Our On-Going Repentance
“Be sober, be vigilant, because your adversary the devil walks about like a roaring lion, seeking whom he may devour.”
1 Peter 5:8 (NKJV UK)
I was watching Spike. He’s the cat from two doors down, a striking animal, beautiful—and he knows it! A big cat with a white bib and a facial flash, and with two white front paws, he’s hardly inconspicuous, and yet he still tries all the time to catch the birds. My garden has a bird bath and he unsuccessfully tries to hide underneath it.
But then there’s his patience. He’s quite prepared to stand there, waiting, watching, ready to pounce, for an hour or more. In fact, I grew impatient in watching him and left to do other things.
Nonetheless, although he’s just a domestic cat, he has all the instincts of a giant cat. We may not fear a cat, but we do a lion. And the apostle Peter tells us that the devil is likened to a lion. No doubt he has the patience of Spike, and that patience also exhibits persistence. He is reluctant to give up, is our Spike—and so too is the devil.
That passage, quoted above, comes as a warning that the devil is ready, willing and capable of waging war against us if we permit him. Not that we should fear the devil. Our Lord and Master defeated him once and for all, thanks to his death on our behalf. The only power that Satan has over us now is when we let him. As long as we stay close to our elder brother, Jesus, spiritually speaking, his wings cover us and protect us (Psalm 91:4). Yes, he took from us our past sins at our repentance and baptism, but he’s just as capable of continuing to annul our on-going sins, if we continue the repentance process we were called to in the first place.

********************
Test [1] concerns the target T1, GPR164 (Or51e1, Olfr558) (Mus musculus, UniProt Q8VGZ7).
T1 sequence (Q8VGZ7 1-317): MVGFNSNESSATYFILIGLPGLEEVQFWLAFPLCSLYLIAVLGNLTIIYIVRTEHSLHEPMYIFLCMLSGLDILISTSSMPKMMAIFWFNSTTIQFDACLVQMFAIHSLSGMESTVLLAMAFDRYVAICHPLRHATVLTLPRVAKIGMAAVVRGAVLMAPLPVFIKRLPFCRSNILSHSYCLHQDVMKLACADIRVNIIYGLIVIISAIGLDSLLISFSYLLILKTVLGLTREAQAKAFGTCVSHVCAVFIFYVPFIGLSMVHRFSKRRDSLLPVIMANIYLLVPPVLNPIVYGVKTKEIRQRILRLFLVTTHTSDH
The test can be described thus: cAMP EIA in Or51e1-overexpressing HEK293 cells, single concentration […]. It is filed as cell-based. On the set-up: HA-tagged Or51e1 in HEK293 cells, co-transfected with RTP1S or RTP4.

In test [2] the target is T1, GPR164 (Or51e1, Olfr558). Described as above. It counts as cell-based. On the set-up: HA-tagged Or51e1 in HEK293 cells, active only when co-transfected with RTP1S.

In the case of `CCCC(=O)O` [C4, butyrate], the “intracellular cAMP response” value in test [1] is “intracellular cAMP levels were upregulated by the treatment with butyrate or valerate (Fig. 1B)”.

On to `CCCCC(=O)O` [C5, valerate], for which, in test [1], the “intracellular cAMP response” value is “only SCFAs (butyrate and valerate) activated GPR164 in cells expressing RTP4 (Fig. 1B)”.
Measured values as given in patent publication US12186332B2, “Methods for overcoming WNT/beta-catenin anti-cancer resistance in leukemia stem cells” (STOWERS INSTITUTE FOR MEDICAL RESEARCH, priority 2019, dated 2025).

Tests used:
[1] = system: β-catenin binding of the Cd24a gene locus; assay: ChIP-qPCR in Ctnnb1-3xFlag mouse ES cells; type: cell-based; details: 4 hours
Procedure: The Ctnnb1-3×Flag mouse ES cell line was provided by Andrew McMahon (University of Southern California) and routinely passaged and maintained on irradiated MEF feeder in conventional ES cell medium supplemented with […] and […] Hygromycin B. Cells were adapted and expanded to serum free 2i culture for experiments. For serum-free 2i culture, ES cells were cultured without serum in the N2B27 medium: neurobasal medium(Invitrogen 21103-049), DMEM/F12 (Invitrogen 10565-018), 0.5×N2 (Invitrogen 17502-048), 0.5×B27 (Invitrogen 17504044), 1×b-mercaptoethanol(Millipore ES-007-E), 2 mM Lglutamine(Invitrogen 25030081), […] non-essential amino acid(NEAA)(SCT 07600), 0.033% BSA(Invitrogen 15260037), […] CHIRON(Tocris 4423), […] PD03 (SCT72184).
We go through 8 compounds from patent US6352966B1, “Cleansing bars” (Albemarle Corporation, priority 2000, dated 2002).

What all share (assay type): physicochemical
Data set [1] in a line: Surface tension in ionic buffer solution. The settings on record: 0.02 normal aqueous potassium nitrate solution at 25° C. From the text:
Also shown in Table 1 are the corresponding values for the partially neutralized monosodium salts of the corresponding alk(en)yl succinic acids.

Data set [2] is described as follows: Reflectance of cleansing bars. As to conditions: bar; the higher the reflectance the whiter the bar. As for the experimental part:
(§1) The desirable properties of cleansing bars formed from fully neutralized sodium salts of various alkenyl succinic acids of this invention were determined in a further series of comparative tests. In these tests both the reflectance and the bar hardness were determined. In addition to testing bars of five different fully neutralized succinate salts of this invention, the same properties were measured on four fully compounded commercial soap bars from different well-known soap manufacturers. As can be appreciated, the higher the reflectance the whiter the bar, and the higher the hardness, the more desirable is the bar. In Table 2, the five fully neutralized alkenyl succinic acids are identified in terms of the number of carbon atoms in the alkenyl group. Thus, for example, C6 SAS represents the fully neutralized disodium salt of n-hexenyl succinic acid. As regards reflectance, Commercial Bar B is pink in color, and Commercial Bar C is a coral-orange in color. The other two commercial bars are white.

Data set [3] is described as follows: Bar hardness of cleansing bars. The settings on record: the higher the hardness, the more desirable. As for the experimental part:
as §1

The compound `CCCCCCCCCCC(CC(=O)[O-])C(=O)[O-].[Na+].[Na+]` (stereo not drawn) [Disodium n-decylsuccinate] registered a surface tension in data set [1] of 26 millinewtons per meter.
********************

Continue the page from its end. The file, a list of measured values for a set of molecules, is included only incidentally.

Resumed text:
I find that all very encouraging. More than that, it leaves me free to get on with doing what God wants me to do, living the life he’s called me to, rather than having to worry all the time about my sins. They are presented humbly to Christ, and he, as my high priest, deals with them. He will do no less for all other Christians. My sins now don’t get in the way of living the Christian life. There’s more to it than just that, of course, but it’s a good start.
So I can watch Spike in the garden and enjoy his antics, and smile at his singular lack of success in catching the canny birds flying all around him, just out of reach, like us from Satan.
Holy Father, thank you for dealing with our sins through Jesus Christ and his sacrifice on the cross. Help us, however, as we seek to overcome those sins which still catch us out. In Jesus’ name we pray.
Study by John Stettaford
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6th Form Common Room
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